Some people believe the washing machine was more important in women’s liberation in the 20th century than the pill, the right to work, or the vote.

In the days before the invention of the washing machine, people typically did their laundry in a common space. Washhouses, also called lavoirs, were built in the countryside of Europe where there was enough money to do so.

The water was carried from a nearby stream or spring and fed into a structure that may have been nothing more than a roof with no walls. This washhouse typically featured two basins, one for cleaning and the other for rinsing, connected to a continuous flow of water. Additionally, a stone lip was inclined towards the water and served as a surface against which wet laundry could be beaten.

Laundry was considered a task exclusively for women, who were responsible for cleaning their family’s clothes. Washerwomen, also known as laundresses, were responsible for collecting the dirty clothes of others and invoicing by the piece.

As a result, washhouses became a sort of institution or gathering place since many women were required to visit them monthly. It was a place where only women could meet, talk about whatever was on their minds or chat.


Washhouse in Sanremo, Italy, at about the turn of the 20th century.

Because hot or boiling water is more effective than cold water in removing dirt, filling large metal cauldrons (also known as “wash coppers”) with fresh water and heating them over a fire was common practice. It is possible to agitate laundry kept in a tub using a paddle.

The process of fulling is considered one of the earliest forms of cleaning by machine. In a fulling mill, the fabric was pounded with wooden hammers referred to as fulling stocks or fulling hammers.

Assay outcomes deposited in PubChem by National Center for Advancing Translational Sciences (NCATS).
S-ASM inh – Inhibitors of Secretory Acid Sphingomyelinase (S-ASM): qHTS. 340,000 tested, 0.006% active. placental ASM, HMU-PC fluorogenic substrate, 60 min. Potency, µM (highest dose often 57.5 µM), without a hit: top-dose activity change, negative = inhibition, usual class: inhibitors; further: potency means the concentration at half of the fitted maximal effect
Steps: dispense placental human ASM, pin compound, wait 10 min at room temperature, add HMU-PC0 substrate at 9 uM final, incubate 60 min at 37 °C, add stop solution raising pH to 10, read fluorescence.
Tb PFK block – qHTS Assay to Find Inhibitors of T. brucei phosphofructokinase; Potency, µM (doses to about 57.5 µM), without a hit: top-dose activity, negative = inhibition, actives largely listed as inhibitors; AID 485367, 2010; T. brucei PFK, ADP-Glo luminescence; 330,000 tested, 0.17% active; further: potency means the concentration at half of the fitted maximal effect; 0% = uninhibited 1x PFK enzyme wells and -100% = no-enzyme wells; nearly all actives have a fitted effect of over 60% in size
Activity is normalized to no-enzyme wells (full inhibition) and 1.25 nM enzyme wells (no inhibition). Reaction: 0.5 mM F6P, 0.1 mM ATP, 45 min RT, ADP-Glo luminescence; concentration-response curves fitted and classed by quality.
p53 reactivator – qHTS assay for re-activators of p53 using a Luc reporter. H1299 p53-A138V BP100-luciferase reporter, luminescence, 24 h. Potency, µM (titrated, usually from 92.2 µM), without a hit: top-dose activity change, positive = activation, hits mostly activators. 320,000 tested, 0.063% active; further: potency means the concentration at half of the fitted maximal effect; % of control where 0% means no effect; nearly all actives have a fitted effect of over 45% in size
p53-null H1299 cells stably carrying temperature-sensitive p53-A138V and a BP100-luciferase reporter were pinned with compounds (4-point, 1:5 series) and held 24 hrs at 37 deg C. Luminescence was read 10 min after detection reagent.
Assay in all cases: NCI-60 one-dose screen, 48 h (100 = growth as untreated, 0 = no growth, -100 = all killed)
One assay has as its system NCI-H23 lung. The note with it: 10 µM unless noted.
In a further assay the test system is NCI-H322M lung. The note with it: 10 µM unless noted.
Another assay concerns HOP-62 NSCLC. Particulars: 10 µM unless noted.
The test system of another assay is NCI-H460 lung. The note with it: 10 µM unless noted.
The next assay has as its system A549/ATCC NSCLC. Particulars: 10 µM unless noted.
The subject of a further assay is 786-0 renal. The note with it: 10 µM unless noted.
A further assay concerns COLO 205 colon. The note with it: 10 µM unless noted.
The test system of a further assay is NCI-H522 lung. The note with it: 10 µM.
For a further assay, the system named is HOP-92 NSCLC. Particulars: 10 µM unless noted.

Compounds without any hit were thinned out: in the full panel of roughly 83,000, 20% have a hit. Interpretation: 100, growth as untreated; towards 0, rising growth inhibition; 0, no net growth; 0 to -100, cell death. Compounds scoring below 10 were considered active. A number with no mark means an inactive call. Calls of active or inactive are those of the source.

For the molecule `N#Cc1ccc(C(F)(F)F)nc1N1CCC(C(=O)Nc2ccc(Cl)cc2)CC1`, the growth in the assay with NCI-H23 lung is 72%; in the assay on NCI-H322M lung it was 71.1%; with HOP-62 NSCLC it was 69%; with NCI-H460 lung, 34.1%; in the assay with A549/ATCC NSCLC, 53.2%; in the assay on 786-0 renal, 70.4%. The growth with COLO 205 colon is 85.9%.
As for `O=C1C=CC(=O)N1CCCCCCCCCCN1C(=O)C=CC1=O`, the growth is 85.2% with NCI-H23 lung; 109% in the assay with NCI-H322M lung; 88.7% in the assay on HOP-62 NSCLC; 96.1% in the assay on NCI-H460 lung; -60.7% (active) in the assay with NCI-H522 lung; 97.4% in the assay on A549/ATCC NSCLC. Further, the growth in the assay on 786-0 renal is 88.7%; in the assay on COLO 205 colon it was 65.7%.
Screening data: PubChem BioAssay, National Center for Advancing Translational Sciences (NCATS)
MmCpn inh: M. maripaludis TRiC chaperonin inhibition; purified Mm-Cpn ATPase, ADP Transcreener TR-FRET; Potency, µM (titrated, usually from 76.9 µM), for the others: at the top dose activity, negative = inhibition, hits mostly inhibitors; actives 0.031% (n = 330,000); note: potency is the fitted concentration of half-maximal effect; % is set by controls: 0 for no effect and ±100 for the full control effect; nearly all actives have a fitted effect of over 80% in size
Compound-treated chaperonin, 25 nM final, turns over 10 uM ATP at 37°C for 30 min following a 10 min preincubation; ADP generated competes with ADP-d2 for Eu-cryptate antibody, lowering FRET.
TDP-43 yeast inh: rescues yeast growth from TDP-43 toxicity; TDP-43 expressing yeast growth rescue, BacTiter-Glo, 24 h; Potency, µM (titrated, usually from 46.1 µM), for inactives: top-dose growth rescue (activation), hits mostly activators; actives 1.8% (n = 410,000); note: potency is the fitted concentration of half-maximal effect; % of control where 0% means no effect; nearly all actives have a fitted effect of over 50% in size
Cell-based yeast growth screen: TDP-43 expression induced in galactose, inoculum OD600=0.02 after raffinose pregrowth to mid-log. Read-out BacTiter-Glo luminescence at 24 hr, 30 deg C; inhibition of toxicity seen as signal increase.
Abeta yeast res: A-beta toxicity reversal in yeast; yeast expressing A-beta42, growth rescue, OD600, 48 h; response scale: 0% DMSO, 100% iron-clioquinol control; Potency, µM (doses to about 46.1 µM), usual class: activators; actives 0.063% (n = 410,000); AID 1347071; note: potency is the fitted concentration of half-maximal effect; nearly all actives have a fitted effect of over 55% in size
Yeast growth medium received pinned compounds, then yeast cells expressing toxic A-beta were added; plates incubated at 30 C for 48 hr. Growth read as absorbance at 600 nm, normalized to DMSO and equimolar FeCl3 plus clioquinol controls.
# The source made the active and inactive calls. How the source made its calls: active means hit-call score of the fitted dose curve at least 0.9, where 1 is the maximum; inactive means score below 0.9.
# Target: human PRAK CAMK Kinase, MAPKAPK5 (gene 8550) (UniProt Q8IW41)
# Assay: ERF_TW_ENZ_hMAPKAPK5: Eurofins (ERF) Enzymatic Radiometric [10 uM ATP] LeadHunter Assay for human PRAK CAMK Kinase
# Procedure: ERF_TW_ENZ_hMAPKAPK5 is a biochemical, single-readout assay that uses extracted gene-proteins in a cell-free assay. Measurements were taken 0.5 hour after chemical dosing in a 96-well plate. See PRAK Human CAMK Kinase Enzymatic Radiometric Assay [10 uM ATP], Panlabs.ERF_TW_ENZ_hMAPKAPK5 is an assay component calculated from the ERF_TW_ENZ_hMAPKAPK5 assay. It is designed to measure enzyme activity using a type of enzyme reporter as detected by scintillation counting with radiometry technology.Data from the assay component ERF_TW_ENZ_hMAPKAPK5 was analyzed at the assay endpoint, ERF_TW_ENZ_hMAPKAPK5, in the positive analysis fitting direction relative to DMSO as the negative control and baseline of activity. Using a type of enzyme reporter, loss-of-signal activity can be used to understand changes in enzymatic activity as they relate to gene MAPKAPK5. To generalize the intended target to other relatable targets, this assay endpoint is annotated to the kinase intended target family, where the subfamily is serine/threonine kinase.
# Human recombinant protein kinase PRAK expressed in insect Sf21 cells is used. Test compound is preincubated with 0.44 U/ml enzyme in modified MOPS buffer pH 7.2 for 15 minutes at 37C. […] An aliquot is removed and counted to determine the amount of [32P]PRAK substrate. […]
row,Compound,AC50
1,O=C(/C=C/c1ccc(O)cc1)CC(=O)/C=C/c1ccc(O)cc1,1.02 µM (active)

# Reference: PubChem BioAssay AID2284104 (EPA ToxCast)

In 1691, the first English patent for a machine that could be considered a washing machine was granted. In January 1752, the British magazine The Gentleman’s Magazine showed a picture of an early washing machine.

The washing machine concept by Jacob Christian Schäffer was first published in Germany in 1767. Henry Sidgier was granted a British patent for a rotating drum washer in 1782, and Edward Beetham was able to market some “patent washing mills” in England during the 1790s.

One of the first advances in washing machine technology was using closed containers or basins with grooves, fingers, or paddles to help scrub and rub the clothes.

The individual using the washer would use a stick to press and rotate the clothes along the textured walls of the basin or container, agitating the clothes to remove dirt and mud.

Model Steam Laundry, Colfax, Washington, circa 1900.

The laundry industry experienced an entire turning point due to the Industrial Revolution. In her history based on the Great Exhibition of 1851, Christina Hardyment contends that the development of domestic machinery was the driving force behind women’s liberation.

The mangle, also known as a “wringer” in American English, was invented in the 19th century. It consisted of a frame with two long rollers and a mechanism to turn the rollers.

The mangle was much more efficient than twisting by hand. It modified the box mangle used predominantly for pressing and smoothing cloth.

Southern Ohio family in front of new washing machine, 1911.

In the meantime, inventors of the 19th century further mechanized the laundry process by creating a variety of washing machines that were operated by hand to replace the laborious practice of rubbing a person’s hands against a washboard.

Most required turning a handle to move paddles inside a tub. Then, some machines from the early 20th century used an agitator powered by electricity. Most of these machines consisted of nothing more than a tub held by legs and equipped with a mangle controlled by hand.

The Thor washing machine was the first commercially available electric clothes cleaner in the United States. It is believed that the 1907 Thor, manufactured by the Chicago-based Hurley Electric Laundry Equipment Company, was the first washer ever to be propelled by an electrical current. Hurley is credited with being the inventor of the first automatic washing machine.